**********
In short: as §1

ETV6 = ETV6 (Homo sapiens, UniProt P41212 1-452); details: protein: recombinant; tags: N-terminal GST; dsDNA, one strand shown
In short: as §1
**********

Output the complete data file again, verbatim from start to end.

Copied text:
In short: as §1

ETV6 = ETV6 (Homo sapiens, UniProt P41212 1-452); details: protein: recombinant; tags: N-terminal GST; dsDNA, one strand shown
In short: as §1